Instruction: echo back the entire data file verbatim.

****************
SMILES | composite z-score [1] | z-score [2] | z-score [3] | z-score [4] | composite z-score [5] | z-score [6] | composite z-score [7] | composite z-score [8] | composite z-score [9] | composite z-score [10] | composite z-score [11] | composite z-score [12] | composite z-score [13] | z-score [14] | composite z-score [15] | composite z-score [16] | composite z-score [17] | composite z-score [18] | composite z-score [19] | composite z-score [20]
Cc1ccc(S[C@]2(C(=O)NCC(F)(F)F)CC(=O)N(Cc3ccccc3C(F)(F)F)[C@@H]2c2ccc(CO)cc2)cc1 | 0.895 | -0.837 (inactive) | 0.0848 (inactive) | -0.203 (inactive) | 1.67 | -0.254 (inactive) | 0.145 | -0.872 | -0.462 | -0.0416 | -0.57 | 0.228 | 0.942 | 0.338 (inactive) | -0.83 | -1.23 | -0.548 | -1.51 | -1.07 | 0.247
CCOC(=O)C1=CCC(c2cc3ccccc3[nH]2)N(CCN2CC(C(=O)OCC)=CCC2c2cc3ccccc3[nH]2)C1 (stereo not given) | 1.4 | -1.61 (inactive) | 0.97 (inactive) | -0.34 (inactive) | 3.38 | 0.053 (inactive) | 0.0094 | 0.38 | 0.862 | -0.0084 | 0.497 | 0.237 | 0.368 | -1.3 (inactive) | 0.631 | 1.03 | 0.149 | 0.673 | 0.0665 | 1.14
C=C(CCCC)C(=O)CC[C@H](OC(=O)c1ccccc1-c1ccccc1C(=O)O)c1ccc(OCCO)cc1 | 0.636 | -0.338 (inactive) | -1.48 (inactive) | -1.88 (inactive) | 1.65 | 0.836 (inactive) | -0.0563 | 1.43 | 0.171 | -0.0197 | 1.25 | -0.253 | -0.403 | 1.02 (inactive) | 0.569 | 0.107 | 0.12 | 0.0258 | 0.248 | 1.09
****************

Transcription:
SMILES | composite z-score [1] | z-score [2] | z-score [3] | z-score [4] | composite z-score [5] | z-score [6] | composite z-score [7] | composite z-score [8] | composite z-score [9] | composite z-score [10] | composite z-score [11] | composite z-score [12] | composite z-score [13] | z-score [14] | composite z-score [15] | composite z-score [16] | composite z-score [17] | composite z-score [18] | composite z-score [19] | composite z-score [20]
Cc1ccc(S[C@]2(C(=O)NCC(F)(F)F)CC(=O)N(Cc3ccccc3C(F)(F)F)[C@@H]2c2ccc(CO)cc2)cc1 | 0.895 | -0.837 (inactive) | 0.0848 (inactive) | -0.203 (inactive) | 1.67 | -0.254 (inactive) | 0.145 | -0.872 | -0.462 | -0.0416 | -0.57 | 0.228 | 0.942 | 0.338 (inactive) | -0.83 | -1.23 | -0.548 | -1.51 | -1.07 | 0.247
CCOC(=O)C1=CCC(c2cc3ccccc3[nH]2)N(CCN2CC(C(=O)OCC)=CCC2c2cc3ccccc3[nH]2)C1 (stereo not given) | 1.4 | -1.61 (inactive) | 0.97 (inactive) | -0.34 (inactive) | 3.38 | 0.053 (inactive) | 0.0094 | 0.38 | 0.862 | -0.0084 | 0.497 | 0.237 | 0.368 | -1.3 (inactive) | 0.631 | 1.03 | 0.149 | 0.673 | 0.0665 | 1.14
C=C(CCCC)C(=O)CC[C@H](OC(=O)c1ccccc1-c1ccccc1C(=O)O)c1ccc(OCCO)cc1 | 0.636 | -0.338 (inactive) | -1.48 (inactive) | -1.88 (inactive) | 1.65 | 0.836 (inactive) | -0.0563 | 1.43 | 0.171 | -0.0197 | 1.25 | -0.253 | -0.403 | 1.02 (inactive) | 0.569 | 0.107 | 0.12 | 0.0258 | 0.248 | 1.09